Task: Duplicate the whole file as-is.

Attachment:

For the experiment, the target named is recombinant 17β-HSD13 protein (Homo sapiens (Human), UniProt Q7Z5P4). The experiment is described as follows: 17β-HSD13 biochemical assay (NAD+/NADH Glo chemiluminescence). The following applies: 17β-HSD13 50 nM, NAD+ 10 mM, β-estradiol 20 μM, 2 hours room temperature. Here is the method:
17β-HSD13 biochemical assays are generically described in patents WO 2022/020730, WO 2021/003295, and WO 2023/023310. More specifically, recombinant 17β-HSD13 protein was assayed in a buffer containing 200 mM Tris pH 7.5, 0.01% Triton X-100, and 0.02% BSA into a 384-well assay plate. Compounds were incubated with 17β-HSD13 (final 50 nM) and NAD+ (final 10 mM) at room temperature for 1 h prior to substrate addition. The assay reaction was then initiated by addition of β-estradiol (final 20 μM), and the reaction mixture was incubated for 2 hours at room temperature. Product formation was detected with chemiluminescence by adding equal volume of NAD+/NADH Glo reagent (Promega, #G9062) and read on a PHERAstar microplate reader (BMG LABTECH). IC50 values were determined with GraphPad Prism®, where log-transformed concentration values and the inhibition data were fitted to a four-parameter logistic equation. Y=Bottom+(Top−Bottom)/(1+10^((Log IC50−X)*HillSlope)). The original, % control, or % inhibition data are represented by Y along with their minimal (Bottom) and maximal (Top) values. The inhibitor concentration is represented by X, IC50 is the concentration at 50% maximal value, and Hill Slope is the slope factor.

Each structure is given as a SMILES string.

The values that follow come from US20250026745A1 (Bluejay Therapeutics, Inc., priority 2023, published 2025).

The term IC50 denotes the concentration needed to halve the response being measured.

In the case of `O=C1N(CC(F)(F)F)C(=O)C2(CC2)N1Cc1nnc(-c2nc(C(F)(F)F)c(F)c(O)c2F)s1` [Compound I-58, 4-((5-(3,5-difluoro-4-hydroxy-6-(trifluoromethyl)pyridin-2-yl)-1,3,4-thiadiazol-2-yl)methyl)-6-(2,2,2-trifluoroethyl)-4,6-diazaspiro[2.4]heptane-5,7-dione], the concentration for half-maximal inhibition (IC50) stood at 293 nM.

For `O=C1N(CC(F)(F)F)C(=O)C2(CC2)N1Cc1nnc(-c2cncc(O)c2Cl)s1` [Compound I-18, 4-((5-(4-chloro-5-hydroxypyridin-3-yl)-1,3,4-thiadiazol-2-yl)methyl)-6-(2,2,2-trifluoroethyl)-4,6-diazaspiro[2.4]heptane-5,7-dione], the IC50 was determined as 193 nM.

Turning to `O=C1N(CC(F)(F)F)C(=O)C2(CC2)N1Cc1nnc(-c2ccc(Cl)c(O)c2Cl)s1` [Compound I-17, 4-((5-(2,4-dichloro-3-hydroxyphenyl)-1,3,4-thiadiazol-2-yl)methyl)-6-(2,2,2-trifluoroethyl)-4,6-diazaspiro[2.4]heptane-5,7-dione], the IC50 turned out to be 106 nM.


For the experiment, the target named is recombinant 17β-HSD13 protein (Homo sapiens (Human), UniProt Q7Z5P4). The experiment is described as follows: 17β-HSD13 biochemical assay (NAD+/NADH Glo chemiluminescence). The following applies: 17β-HSD13 50 nM, NAD+ 10 mM, β-estradiol 20 μM, 2 hours room temperature. Here is the method:
17β-HSD13 biochemical assays are generically described in patents WO 2022/020730, WO 2021/003295, and WO 2023/023310. More specifically, recombinant 17β-HSD13 protein was assayed in a buffer containing 200 mM Tris pH 7.5, 0.01% Triton X-100, and 0.02% BSA into a 384-well assay plate. Compounds were incubated with 17β-HSD13 (final 50 nM) and NAD+ (final 10 mM) at room temperature for 1 h prior to substrate addition. The assay reaction was then initiated by addition of β-estradiol (final 20 μM), and the reaction mixture was incubated for 2 hours at room temperature. Product formation was detected with chemiluminescence by adding equal volume of NAD+/NADH Glo reagent (Promega, #G9062) and read on a PHERAstar microplate reader (BMG LABTECH). IC50 values were determined with GraphPad Prism®, where log-transformed concentration values and the inhibition data were fitted to a four-parameter logistic equation. Y=Bottom+(Top−Bottom)/(1+10^((Log IC50−X)*HillSlope)). The original, % control, or % inhibition data are represented by Y along with their minimal (Bottom) and maximal (Top) values. The inhibitor concentration is represented by X, IC50 is the concentration at 50% maximal value, and Hill Slope is the slope factor.

Each structure is given as a SMILES string.

The values that follow come from US20250026745A1 (Bluejay Therapeutics, Inc., priority 2023, published 2025).

The term IC50 denotes the concentration needed to halve the response being measured.

In the case of `O=C1N(CC(F)(F)F)C(=O)C2(CC2)N1Cc1nnc(-c2nc(C(F)(F)F)c(F)c(O)c2F)s1` [Compound I-58, 4-((5-(3,5-difluoro-4-hydroxy-6-(trifluoromethyl)pyridin-2-yl)-1,3,4-thiadiazol-2-yl)methyl)-6-(2,2,2-trifluoroethyl)-4,6-diazaspiro[2.4]heptane-5,7-dione], the concentration for half-maximal inhibition (IC50) stood at 293 nM.

For `O=C1N(CC(F)(F)F)C(=O)C2(CC2)N1Cc1nnc(-c2cncc(O)c2Cl)s1` [Compound I-18, 4-((5-(4-chloro-5-hydroxypyridin-3-yl)-1,3,4-thiadiazol-2-yl)methyl)-6-(2,2,2-trifluoroethyl)-4,6-diazaspiro[2.4]heptane-5,7-dione], the IC50 was determined as 193 nM.

Turning to `O=C1N(CC(F)(F)F)C(=O)C2(CC2)N1Cc1nnc(-c2ccc(Cl)c(O)c2Cl)s1` [Compound I-17, 4-((5-(2,4-dichloro-3-hydroxyphenyl)-1,3,4-thiadiazol-2-yl)methyl)-6-(2,2,2-trifluoroethyl)-4,6-diazaspiro[2.4]heptane-5,7-dione], the IC50 turned out to be 106 nM.